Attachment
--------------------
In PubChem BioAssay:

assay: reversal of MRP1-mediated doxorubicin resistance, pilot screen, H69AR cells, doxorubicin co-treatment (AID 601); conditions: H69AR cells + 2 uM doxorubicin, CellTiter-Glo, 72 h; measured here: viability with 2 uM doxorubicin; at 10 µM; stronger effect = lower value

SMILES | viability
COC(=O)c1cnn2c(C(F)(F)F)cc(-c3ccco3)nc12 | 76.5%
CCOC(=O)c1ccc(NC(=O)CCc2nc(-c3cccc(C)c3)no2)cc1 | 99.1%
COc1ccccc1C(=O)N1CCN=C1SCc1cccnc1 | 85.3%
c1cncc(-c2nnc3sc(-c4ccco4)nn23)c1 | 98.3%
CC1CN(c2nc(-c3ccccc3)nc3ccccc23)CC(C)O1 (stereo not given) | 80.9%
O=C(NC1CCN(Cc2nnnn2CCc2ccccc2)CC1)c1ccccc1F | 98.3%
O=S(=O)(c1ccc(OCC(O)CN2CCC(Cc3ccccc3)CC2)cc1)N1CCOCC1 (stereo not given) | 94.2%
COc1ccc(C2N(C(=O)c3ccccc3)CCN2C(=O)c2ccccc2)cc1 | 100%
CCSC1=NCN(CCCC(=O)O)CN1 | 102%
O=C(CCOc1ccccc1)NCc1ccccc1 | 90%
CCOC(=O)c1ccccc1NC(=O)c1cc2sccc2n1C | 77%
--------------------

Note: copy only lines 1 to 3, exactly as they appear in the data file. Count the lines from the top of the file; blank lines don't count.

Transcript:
In PubChem BioAssay:

assay: reversal of MRP1-mediated doxorubicin resistance, pilot screen, H69AR cells, doxorubicin co-treatment (AID 601); conditions: H69AR cells + 2 uM doxorubicin, CellTiter-Glo, 72 h; measured here: viability with 2 uM doxorubicin; at 10 µM; stronger effect = lower value

SMILES | viability